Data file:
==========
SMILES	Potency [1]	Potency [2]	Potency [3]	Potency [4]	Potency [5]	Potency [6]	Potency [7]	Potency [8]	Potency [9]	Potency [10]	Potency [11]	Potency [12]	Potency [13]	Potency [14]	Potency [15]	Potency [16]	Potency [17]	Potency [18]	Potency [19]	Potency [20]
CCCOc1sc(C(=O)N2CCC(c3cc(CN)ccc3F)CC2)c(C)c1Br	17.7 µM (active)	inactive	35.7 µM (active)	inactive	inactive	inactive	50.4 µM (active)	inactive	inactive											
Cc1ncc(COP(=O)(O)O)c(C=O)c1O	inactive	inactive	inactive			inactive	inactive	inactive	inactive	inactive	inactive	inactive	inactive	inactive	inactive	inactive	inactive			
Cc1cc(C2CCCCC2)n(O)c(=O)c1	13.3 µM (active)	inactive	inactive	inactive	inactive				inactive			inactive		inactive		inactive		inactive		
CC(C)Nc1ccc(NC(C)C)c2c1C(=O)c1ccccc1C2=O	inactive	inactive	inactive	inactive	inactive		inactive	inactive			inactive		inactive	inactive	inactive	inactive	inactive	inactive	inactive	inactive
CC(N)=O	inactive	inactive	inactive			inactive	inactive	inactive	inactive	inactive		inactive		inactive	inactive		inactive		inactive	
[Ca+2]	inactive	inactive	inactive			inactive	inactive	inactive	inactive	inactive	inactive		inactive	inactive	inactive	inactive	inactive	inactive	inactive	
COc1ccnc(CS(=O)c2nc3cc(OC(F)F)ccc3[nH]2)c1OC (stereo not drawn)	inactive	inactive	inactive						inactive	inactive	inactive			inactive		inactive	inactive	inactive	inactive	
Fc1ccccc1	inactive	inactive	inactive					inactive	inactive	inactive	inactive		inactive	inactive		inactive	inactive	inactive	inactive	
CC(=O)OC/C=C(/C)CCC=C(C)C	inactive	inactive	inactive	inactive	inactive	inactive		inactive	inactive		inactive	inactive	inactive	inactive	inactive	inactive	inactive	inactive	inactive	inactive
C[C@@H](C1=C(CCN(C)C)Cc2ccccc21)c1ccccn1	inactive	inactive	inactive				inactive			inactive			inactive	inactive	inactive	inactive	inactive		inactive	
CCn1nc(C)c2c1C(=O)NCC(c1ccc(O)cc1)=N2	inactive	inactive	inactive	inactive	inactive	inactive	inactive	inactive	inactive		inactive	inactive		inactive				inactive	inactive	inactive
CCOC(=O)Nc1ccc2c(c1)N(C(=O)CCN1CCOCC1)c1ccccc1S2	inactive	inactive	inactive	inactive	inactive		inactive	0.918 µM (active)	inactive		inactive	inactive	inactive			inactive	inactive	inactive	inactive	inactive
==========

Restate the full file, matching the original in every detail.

SMILES	Potency [1]	Potency [2]	Potency [3]	Potency [4]	Potency [5]	Potency [6]	Potency [7]	Potency [8]	Potency [9]	Potency [10]	Potency [11]	Potency [12]	Potency [13]	Potency [14]	Potency [15]	Potency [16]	Potency [17]	Potency [18]	Potency [19]	Potency [20]
CCCOc1sc(C(=O)N2CCC(c3cc(CN)ccc3F)CC2)c(C)c1Br	17.7 µM (active)	inactive	35.7 µM (active)	inactive	inactive	inactive	50.4 µM (active)	inactive	inactive											
Cc1ncc(COP(=O)(O)O)c(C=O)c1O	inactive	inactive	inactive			inactive	inactive	inactive	inactive	inactive	inactive	inactive	inactive	inactive	inactive	inactive	inactive			
Cc1cc(C2CCCCC2)n(O)c(=O)c1	13.3 µM (active)	inactive	inactive	inactive	inactive				inactive			inactive		inactive		inactive		inactive		
CC(C)Nc1ccc(NC(C)C)c2c1C(=O)c1ccccc1C2=O	inactive	inactive	inactive	inactive	inactive		inactive	inactive			inactive		inactive	inactive	inactive	inactive	inactive	inactive	inactive	inactive
CC(N)=O	inactive	inactive	inactive			inactive	inactive	inactive	inactive	inactive		inactive		inactive	inactive		inactive		inactive	
[Ca+2]	inactive	inactive	inactive			inactive	inactive	inactive	inactive	inactive	inactive		inactive	inactive	inactive	inactive	inactive	inactive	inactive	
COc1ccnc(CS(=O)c2nc3cc(OC(F)F)ccc3[nH]2)c1OC (stereo not drawn)	inactive	inactive	inactive						inactive	inactive	inactive			inactive		inactive	inactive	inactive	inactive	
Fc1ccccc1	inactive	inactive	inactive					inactive	inactive	inactive	inactive		inactive	inactive		inactive	inactive	inactive	inactive	
CC(=O)OC/C=C(/C)CCC=C(C)C	inactive	inactive	inactive	inactive	inactive	inactive		inactive	inactive		inactive	inactive	inactive	inactive	inactive	inactive	inactive	inactive	inactive	inactive
C[C@@H](C1=C(CCN(C)C)Cc2ccccc21)c1ccccn1	inactive	inactive	inactive				inactive			inactive			inactive	inactive	inactive	inactive	inactive		inactive	
CCn1nc(C)c2c1C(=O)NCC(c1ccc(O)cc1)=N2	inactive	inactive	inactive	inactive	inactive	inactive	inactive	inactive	inactive		inactive	inactive		inactive				inactive	inactive	inactive
CCOC(=O)Nc1ccc2c(c1)N(C(=O)CCN1CCOCC1)c1ccccc1S2	inactive	inactive	inactive	inactive	inactive		inactive	0.918 µM (active)	inactive		inactive	inactive	inactive			inactive	inactive	inactive	inactive	inactive